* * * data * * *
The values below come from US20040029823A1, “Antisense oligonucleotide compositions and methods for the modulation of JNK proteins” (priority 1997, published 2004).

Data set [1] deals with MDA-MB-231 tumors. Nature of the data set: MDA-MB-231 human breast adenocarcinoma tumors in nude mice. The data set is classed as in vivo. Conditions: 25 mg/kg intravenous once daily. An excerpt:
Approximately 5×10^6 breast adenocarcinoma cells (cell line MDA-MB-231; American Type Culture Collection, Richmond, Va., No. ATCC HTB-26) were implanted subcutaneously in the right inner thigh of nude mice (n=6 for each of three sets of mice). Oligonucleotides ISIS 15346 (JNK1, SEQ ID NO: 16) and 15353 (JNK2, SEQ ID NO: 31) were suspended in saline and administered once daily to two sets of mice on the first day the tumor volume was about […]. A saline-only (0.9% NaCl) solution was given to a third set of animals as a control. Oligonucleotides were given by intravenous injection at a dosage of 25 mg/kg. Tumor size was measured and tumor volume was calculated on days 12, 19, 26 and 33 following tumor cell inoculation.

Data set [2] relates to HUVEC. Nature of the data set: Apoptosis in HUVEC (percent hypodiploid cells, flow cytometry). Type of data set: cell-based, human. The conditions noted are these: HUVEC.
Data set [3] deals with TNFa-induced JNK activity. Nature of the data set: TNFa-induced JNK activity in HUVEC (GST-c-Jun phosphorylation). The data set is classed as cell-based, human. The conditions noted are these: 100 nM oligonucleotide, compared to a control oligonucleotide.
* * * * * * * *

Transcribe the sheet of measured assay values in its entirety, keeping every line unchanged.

The values below come from US20040029823A1, “Antisense oligonucleotide compositions and methods for the modulation of JNK proteins” (priority 1997, published 2004).

Data set [1] deals with MDA-MB-231 tumors. Nature of the data set: MDA-MB-231 human breast adenocarcinoma tumors in nude mice. The data set is classed as in vivo. Conditions: 25 mg/kg intravenous once daily. An excerpt:
Approximately 5×10^6 breast adenocarcinoma cells (cell line MDA-MB-231; American Type Culture Collection, Richmond, Va., No. ATCC HTB-26) were implanted subcutaneously in the right inner thigh of nude mice (n=6 for each of three sets of mice). Oligonucleotides ISIS 15346 (JNK1, SEQ ID NO: 16) and 15353 (JNK2, SEQ ID NO: 31) were suspended in saline and administered once daily to two sets of mice on the first day the tumor volume was about […]. A saline-only (0.9% NaCl) solution was given to a third set of animals as a control. Oligonucleotides were given by intravenous injection at a dosage of 25 mg/kg. Tumor size was measured and tumor volume was calculated on days 12, 19, 26 and 33 following tumor cell inoculation.

Data set [2] relates to HUVEC. Nature of the data set: Apoptosis in HUVEC (percent hypodiploid cells, flow cytometry). Type of data set: cell-based, human. The conditions noted are these: HUVEC.
Data set [3] deals with TNFa-induced JNK activity. Nature of the data set: TNFa-induced JNK activity in HUVEC (GST-c-Jun phosphorylation). The data set is classed as cell-based, human. The conditions noted are these: 100 nM oligonucleotide, compared to a control oligonucleotide.